Research shows how IAPs removal delivers a larger water yield than many alternative water supply options such as groundwater exploration, water reuse and desalinisation – at a fraction of the cost[5]. Labour intensive land clearing and transport is also estimated to create approximately 1 job per 7 hectares, an especially potent opportunity for social development in rural and disadvantaged segments of society with low employment rates.

This approach has been developed through close collaboration and engagement with stakeholders in South Africa and around the world, including WWF, the Fynbos Trust, the Western Cape Department of Agriculture and others. Two pilot studies were conducted in South Africa to test the applicability of the RSB IAP approach in practice, how it can be certified and define the types of evidence required for certification of sustainable Invasive Alien Plants for certification.

RSB participates in the South African Biomass Knowledge Sharing Platform – an initiative jointly led by the South African and Dutch governments aimed at stimulating long-term collaboration with South-African companies and organisations for mutual commercial benefit in the biomass sector using an integrated and sustainable approach.

The platform has been supporting the development of a research piece by the University of Utrecht titled “Bioenergy potential from invasive alien plants: Environmental and socio-economic impacts in Eastern Cape, South Africa” published in February 2022.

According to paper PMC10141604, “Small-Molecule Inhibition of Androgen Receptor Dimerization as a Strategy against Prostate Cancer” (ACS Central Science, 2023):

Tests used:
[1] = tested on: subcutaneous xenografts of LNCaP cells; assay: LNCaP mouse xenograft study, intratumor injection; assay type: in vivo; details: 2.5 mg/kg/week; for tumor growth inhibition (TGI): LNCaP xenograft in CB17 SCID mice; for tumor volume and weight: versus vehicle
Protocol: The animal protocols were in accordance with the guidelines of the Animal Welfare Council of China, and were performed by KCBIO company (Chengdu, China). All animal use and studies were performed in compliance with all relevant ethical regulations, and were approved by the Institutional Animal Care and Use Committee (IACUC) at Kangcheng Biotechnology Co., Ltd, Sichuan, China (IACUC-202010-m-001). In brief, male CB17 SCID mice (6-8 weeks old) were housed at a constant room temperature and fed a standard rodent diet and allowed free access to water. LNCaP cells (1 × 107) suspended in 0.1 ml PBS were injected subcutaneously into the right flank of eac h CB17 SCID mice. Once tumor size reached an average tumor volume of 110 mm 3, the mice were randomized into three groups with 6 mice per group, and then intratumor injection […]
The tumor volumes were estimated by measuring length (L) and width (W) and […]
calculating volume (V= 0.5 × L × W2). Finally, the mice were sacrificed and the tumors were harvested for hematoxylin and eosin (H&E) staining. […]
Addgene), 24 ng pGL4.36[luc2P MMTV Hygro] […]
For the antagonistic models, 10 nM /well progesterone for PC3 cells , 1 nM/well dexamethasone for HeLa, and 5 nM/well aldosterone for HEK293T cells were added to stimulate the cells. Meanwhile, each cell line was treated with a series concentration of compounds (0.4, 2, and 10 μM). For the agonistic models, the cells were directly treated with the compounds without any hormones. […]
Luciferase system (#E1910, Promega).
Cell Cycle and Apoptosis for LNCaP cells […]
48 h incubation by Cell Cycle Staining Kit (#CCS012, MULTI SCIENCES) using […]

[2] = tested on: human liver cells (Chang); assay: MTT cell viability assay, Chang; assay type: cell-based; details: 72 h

Finally, in partnership with local stakeholders including the South African Biomass Knowledge Sharing Platform and WWF South Africa and thanks to a programme funded by The Boeing Company, RSB is developing an incentive mechanism to link the positive social and environmental impacts of IAP eradication to markets over the course of the coming years.

Q&A

How does RSB account for GHG emissions in the use of IAPs?

RSB requires that land use change emissions are included in the GHG lifecycle assessment, unless there is evidence that land has been returned to native vegetation following clearance (i.e., allowing natural regrowth of fynbos), and, if it was converted to cropland, the crop becomes RSB certified and carries the emission in its supply chains.

How will RSB link social and environmental positive impacts of IAP eradication to biofuel markets?

RSB is working with South African partners, in a project funded by The Boeing Company, to build on its existing methodology to transfer sustainability claims via book and claim. This will allow sector leaders, including fuel producers and end-users, to meet corporate sustainability targets through the sourcing of sustainably eradicated IAP.

[1] WWF South Africa, Water Facts and Futures Report, https://www.wwf.org.za/our_research/publications/?25181/Water-Facts-and-Futures

[2] South Africa Department of Environment, Forestry and Fisheries: https://www.dffe.gov.za/sites/default/files/docs/publications/inasiveplantbiomasseconomy_enterpreneur.pdf

[3] The Greater Cape Town Water Fund: Assessing the Return on Investment for Ecological Infrastructure Restoration, November 2018: https://www.nature.org/content/dam/tnc/nature/en/documents/GCTWF-Business-Case-April-2019.pdf

[4] Bioenergy potential from invasive alien plants: Environmental and socio-economic impacts in Eastern Cape, South Africa: https://www.sciencedirect.com/science/article/pii/S0961953422000010?via%3Dihub

[5] The Greater Cape Town Water Fund: Assessing The Return On Investment For Ecological Infrastructure Restoration, November 2018: https://www.nature.org/content/dam/tnc/nature/en/documents/GCTWF-Business-Case-April-2019.pdf, pages 36, 37